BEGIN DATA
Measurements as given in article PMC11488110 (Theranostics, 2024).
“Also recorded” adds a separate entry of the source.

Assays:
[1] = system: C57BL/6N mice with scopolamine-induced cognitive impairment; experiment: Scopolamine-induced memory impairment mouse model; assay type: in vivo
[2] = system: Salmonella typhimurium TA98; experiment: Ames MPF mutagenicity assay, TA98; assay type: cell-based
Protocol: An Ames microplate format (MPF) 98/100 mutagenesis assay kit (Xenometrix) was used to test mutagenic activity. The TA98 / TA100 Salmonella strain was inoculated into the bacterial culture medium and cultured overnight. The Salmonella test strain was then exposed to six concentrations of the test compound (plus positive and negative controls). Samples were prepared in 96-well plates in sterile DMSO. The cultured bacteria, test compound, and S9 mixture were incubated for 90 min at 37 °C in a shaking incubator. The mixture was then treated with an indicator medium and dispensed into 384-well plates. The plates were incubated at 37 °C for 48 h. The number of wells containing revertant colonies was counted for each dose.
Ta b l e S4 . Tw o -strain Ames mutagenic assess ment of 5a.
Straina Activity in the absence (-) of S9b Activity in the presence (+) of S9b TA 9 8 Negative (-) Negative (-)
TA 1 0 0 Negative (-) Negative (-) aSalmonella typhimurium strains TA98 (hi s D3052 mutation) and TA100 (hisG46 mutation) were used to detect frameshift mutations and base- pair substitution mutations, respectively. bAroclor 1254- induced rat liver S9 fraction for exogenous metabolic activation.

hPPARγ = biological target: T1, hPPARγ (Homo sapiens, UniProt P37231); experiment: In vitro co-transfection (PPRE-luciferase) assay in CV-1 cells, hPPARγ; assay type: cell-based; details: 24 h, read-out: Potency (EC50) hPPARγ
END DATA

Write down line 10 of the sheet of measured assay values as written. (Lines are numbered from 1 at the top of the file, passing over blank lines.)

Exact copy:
hPPARγ = biological target: T1, hPPARγ (Homo sapiens, UniProt P37231); experiment: In vitro co-transfection (PPRE-luciferase) assay in CV-1 cells, hPPARγ; assay type: cell-based; details: 24 h, read-out: Potency (EC50) hPPARγ